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Soz Praventivmed. 2003;48(3):161-7.

Does overweight in infancy persist through the preschool years? An analysis of CDC Pediatric Nutrition Surveillance System data.

Author information

1
Maternal and Child Nutrition Branch, Division of Nutrition and Physical Activity, National Center for Chronic Disease, Prevention and Health Promotion, Centers for Disease Control and Prevention, Atlanta, USA. zmei@cdc.gov

Abstract

OBJECTIVE:

To determine whether overweight in infancy (0-11 months) and young childhood (12-35 months) persists through the preschool years.

METHODS:

Analysis of longitudinal surveillance data for 380 518 low-income children monitored in the U.S. Pediatric Nutrition Surveillance System from birth to age 59 months. Overweight was defined as weight-for-height > or = 95th percentile. We determined the proportion of the children (overweight vs non-overweight) above or below the 95th percentile of weight-for-height at the later ages.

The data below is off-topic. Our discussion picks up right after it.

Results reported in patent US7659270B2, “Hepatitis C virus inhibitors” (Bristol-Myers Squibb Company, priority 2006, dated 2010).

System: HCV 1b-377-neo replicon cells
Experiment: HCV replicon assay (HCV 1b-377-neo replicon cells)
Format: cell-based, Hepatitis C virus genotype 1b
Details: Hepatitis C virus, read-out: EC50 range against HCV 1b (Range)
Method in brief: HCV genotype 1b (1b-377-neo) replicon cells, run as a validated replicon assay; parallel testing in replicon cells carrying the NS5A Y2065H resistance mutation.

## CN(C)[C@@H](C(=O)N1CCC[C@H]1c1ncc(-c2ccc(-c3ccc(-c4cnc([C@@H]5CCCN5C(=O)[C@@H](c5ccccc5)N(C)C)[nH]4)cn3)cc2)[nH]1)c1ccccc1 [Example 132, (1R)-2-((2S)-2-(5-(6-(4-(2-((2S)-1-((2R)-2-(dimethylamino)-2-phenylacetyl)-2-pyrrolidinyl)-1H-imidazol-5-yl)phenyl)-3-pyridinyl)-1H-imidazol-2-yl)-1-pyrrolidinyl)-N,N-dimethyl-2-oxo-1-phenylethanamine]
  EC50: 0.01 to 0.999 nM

RESULTS:

The relative risk (RR) for overweight among overweight infants (vs non-overweight infants) at 1, 2, 3 and 4 years old was 4.3, 3.5, 3.3, and 2.9, respectively. 62.5% of overweight 3-year-old was still overweight a year later, but only 4.1% non-overweight 3-year-old became overweight a year later (RR = 15.2). However, low birth weight children had the highest RR to remain overweight after they became overweight compared to normal and high birth weight children.

CONCLUSIONS:

Overweight during infancy persists through the preschool years. Tracking of overweight appears to become stronger as children get older and is more pronounced among low birth weight children than normal or high birth weight children. Monitoring preschoolers' height and weight status should be a strategy for preventing of obesity in adolescence and adulthood.

PMID:
12891867
[Indexed for MEDLINE]

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